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VIMOS Quality Control:
instrumental features and problems

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top Some general instrument features

Absorption feature in GG475 filter

The GG475 filters in quadrants 3 and 1 introduce an absorption feature between about 5800 and 6000A. The filters have about 10 to 20% of their weight in sodium oxide. Impure manufacturing is likely the cause of this feature. Example observations showing the absorption in a featureless white dwarf for quadrants 3 (strong) and 1 (less strong) can be found here.

New HR_blue grisms

A new set of HR_blue grisms has been installed in March 2012. The peak efficiency is increased (from about 15% to 25% in MOS, see here for a comparison) while the spectral resolving power is slightly decreased (from R = 1900 to R = 1400 at 5000A for 1 arcsec slits). See also the instrument news page.

Instrument upgrade 2010

Several parts of VIMOS have been upgraded between May and July 2010. In particular, new detectors have been installed which give increased sensitivity in the red and have dramatically reduced fringing. An active flexure compensation system has also been installed which will be used to minimize flexures within the instrument due to rotation. Please see the instrument news page for further details.

MOS arc lamp exposures

  • With the HR-blue grism, the spectra of slits with y-mask coordinate > 20 mm (0,0 is the mask center) can not be calibrated in wavelength because the red part of the spectrum containing the arc-lamps lines is not imaged, and the blue part does not contain enough emission lines.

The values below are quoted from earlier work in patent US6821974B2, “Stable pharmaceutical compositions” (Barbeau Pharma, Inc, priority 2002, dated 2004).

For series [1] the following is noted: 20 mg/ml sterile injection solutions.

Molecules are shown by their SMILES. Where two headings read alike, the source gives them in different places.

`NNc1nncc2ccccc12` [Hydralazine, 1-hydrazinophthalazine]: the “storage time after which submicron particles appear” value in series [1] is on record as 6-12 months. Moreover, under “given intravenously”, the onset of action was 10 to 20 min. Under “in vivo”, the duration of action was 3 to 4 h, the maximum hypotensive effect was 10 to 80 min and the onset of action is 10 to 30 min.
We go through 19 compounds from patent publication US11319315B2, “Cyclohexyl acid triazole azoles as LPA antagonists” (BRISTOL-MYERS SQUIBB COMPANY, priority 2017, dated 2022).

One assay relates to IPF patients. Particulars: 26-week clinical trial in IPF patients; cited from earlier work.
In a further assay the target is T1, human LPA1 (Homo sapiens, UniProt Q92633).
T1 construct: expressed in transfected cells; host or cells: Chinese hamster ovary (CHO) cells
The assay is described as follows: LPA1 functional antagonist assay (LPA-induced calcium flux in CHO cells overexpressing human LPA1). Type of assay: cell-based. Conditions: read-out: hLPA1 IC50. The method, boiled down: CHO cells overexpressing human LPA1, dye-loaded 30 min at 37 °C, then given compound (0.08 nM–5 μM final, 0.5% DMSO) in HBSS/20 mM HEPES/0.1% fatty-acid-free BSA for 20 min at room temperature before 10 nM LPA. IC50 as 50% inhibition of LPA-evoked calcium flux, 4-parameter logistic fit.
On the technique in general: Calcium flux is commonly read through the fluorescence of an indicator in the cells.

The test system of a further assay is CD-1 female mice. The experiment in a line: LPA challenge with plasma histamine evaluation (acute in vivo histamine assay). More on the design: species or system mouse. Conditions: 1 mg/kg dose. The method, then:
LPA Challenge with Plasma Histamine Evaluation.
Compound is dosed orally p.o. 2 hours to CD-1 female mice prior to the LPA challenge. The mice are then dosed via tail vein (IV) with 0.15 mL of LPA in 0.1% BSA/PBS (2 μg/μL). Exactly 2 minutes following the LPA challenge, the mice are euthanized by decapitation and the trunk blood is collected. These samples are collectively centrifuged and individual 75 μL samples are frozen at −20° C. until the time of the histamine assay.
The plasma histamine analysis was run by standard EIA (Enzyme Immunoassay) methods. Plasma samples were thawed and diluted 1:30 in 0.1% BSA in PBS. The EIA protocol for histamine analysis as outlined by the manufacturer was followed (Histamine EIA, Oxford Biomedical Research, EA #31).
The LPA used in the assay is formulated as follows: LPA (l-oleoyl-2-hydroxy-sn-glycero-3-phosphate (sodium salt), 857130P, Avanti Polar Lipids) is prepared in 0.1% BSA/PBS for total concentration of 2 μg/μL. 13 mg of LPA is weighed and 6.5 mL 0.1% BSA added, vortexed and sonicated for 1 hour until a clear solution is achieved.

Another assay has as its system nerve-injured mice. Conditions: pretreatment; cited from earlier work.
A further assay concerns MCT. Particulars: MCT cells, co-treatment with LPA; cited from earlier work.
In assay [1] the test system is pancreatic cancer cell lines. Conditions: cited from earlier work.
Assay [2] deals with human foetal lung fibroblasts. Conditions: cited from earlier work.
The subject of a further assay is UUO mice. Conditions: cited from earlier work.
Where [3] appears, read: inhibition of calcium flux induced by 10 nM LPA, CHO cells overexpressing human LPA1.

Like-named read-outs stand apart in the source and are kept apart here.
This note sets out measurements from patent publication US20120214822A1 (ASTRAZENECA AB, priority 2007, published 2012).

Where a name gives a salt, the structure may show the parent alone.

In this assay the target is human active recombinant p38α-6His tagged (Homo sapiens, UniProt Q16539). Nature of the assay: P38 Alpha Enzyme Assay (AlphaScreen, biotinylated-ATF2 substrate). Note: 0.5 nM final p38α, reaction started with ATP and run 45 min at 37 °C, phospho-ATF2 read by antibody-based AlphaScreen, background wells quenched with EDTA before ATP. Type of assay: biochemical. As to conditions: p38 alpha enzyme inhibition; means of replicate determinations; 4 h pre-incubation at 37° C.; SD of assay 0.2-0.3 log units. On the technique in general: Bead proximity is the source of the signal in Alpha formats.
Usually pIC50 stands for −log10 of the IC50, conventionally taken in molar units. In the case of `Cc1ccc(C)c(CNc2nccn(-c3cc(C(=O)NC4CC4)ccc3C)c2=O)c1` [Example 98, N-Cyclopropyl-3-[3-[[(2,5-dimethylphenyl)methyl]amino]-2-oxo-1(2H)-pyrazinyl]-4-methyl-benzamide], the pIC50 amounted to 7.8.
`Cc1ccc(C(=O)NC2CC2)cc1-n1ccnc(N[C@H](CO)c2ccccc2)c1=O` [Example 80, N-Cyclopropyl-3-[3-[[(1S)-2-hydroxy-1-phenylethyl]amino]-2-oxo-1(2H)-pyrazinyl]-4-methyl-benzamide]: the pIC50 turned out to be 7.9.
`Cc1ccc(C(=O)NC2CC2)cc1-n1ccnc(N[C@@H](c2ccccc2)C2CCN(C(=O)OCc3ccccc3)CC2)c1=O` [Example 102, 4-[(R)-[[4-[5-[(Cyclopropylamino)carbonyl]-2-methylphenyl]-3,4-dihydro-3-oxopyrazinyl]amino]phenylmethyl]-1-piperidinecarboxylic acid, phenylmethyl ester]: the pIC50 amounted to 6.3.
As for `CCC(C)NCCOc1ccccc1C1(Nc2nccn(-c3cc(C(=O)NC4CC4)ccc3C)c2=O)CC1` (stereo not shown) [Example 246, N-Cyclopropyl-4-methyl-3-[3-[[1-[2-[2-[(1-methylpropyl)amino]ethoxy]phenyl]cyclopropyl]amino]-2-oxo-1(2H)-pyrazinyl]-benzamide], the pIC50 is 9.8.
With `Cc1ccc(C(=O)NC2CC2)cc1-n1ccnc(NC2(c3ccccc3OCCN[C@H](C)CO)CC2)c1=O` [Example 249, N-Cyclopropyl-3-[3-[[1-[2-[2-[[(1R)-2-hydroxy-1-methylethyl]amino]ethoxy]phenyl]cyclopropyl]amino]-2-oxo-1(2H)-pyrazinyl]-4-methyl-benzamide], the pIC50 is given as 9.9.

• The arc lamp frames taken with low resolution grisms present minus one (-1) and zero order contamination. Sometimes, they also show contamination from the first order of the near multiplexed slits. For this reason the identification of the arc lines is difficult and the RMS of the residuals may be high (1.5 pixels or larger). The problem may be solved by a very accurate "first guess" of the distortion models in the frame header.
    [contamination.gif] Contamination from order zero and -1 in multiplexed spectra. On the left, the first order slit spectra A and B are shown, together with the zero and the -1 order of spectrum A. If spectra A and B are multiplexed, as shown on the right, spectrum B is contaminated by the zero and -1 orders of spectrum A.

MOS spectrophotometric standards. Standard star observations can be subject to slitt losses, especially in quadrant 4. See also the note on specphot variability.

IFU: lost Fibres. The theoretical number of 400 fiber spectra per pseudo slit is not reached. Two fibers in the middle of each block of 80 fibers are typically missing because they are vignetted by the IFU head shutter. There is also vignetting present at one border of each CCD. The actual number of lost fibers cannot be predicted since the positions of the fibers on the raw images vary within 2 to 5 pixels. Depending on the quadrant, 20 to 40 fibers are typically lost on each pseudo slit.

IFU fringing. Internal reflections within the IFU unit produces interference; the origin is not completely understood. Fringing is almost zero at 400 nm and increases to about 7% of the flux level towards longer wavelengths. The pattern cannot be completely repoduced. Details can be found in the paper of Jullo et al., 2008, in: The 2007 ESO Calibration Workshop, eds. Kaufer/Kerber, p. 343.

IFU: elongation of point sources. The VIMOS IFU head is positioned at the edge of the total field of view (see e.g. VIMOS IMG FOV). Point-like sources are, therefore, imaged slightly elongated (basically in y direction).